This Archival Exhibition is not about reliving the past or glorifying it, nor is it an autobiography. It is about a celebration of what is to be an extension of an artist’s mid-career, one who has continued to intrigue the art scene ever since with her own unique style. Eng Hwee Chu at 50, is no commoner to the fine arts scene in Malaysia. She first made waves in the Malaysian art scene winning the 1991 Salon Malaysia ‘3 Paintings Award’ organised by National Visual Art Gallery, Malaysia. Thereafter, she won the Philip Morris ASEAN Art Awards in 1994 thus representing Malaysia to the finals. Her works have travelled the length and breadth of this region. They are collected by noted institutions abroad. She was also once compared to highly acclaimed South American artist Frida Kahlo. Her signature style has been described as Feministic whilst another scholar coined it as “Magical Realism”. But her paintings portray emotions and subjective interpretations rather than actual physical reality although most canvasses of hers embody figurative of people familiar to her surroundings. As such, her style reflects a co-relation with Figurative Expressionism extolled from Germany in the early 1900s.
Hwee Chu’s contents are unbecoming but subtly homecoming. Sensuality, decedents and morbid truths are essential features in her composition. To many cultures, her subjects are taboo and disturbing. Even more so when they accustom her to her own race and the hometown she came from. Her works evoke emotions and the state of helplessness. In a way, they led the viewers into intimacy with the weaker sex. It is always about her concerns held captive by submission and inadequacy, and the concerns she feels are accustomed to being a female and vice-versa. To pent her frustrations, she resorts to her brushes and reacts as loud as she possibly could but not by words nor actions of the activists. To illustrate that, she casts her doppelganger self and others close to her into her paintings, lingering them onto the canvas surround, as symbols around the messages she is eager to propound.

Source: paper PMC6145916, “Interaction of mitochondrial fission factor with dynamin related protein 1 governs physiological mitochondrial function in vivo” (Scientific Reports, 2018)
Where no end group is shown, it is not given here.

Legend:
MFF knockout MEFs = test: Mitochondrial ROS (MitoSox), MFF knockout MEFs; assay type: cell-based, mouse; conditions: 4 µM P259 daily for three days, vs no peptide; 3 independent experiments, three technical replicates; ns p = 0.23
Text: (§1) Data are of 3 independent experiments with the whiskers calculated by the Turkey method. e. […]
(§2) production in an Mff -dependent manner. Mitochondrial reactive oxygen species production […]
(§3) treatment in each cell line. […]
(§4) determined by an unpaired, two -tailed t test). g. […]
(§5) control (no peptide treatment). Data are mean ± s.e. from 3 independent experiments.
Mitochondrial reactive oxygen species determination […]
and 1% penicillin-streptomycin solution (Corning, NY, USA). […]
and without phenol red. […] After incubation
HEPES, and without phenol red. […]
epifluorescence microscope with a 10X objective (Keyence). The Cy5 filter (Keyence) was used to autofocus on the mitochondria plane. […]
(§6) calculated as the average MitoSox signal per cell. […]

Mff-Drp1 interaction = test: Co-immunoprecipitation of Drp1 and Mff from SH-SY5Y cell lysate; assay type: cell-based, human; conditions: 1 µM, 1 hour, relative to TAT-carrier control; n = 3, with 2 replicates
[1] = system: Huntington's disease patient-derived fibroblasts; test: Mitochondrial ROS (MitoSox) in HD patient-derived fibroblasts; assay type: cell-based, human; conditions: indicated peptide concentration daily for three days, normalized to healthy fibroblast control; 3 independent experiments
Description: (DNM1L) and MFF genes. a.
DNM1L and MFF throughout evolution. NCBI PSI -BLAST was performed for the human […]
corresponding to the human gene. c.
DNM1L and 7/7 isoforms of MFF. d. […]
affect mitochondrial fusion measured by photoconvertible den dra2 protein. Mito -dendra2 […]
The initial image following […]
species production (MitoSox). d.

At 50, she embroils herself with motherly duties towards her three teenage kids whilst spending the rest of her time doing what she does best, painting. Many artists whom she used to train with, awe at her stature and some even regard her with the kind of respect a student would accord a teacher. Yet extraordinarily, she remains humble and focused. She scrutinises her own handiwork, constantly assesses herself and is meticulous to the content happening in and around the canvas. “Every single detail is important down to the expressions of the people appearing in the paintings”, and so she says. Those who know her well would wholeheartedly agree. Quite often, a layman would have seen seemingly finished paintings lying around in her studio for months yet if you asked her, it is still incomplete. Such is her. Exact and uncompromising. And that is the story of Eng Hwee Chu. A serious artist in her own right.